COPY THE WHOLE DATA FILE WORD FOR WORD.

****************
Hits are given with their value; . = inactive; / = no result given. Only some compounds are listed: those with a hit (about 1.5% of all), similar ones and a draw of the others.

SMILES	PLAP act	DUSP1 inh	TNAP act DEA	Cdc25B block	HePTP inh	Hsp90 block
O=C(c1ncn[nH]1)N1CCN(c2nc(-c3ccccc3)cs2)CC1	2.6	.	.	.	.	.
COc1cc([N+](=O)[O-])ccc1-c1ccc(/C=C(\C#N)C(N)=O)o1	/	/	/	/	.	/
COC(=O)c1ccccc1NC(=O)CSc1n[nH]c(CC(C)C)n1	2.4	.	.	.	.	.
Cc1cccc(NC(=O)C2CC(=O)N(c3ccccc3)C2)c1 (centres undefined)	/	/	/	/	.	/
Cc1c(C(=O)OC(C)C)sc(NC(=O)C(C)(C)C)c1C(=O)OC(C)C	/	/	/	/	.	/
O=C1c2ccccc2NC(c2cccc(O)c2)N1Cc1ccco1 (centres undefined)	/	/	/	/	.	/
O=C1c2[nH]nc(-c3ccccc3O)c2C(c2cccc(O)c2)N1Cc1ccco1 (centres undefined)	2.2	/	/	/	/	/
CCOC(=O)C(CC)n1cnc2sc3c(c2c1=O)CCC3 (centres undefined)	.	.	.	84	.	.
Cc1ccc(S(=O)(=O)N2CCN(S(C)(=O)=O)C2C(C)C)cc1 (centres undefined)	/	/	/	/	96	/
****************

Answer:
Hits are given with their value; . = inactive; / = no result given. Only some compounds are listed: those with a hit (about 1.5% of all), similar ones and a draw of the others.

SMILES	PLAP act	DUSP1 inh	TNAP act DEA	Cdc25B block	HePTP inh	Hsp90 block
O=C(c1ncn[nH]1)N1CCN(c2nc(-c3ccccc3)cs2)CC1	2.6	.	.	.	.	.
COc1cc([N+](=O)[O-])ccc1-c1ccc(/C=C(\C#N)C(N)=O)o1	/	/	/	/	.	/
COC(=O)c1ccccc1NC(=O)CSc1n[nH]c(CC(C)C)n1	2.4	.	.	.	.	.
Cc1cccc(NC(=O)C2CC(=O)N(c3ccccc3)C2)c1 (centres undefined)	/	/	/	/	.	/
Cc1c(C(=O)OC(C)C)sc(NC(=O)C(C)(C)C)c1C(=O)OC(C)C	/	/	/	/	.	/
O=C1c2ccccc2NC(c2cccc(O)c2)N1Cc1ccco1 (centres undefined)	/	/	/	/	.	/
O=C1c2[nH]nc(-c3ccccc3O)c2C(c2cccc(O)c2)N1Cc1ccco1 (centres undefined)	2.2	/	/	/	/	/
CCOC(=O)C(CC)n1cnc2sc3c(c2c1=O)CCC3 (centres undefined)	.	.	.	84	.	.
Cc1ccc(S(=O)(=O)N2CCN(S(C)(=O)=O)C2C(C)C)cc1 (centres undefined)	/	/	/	/	96	/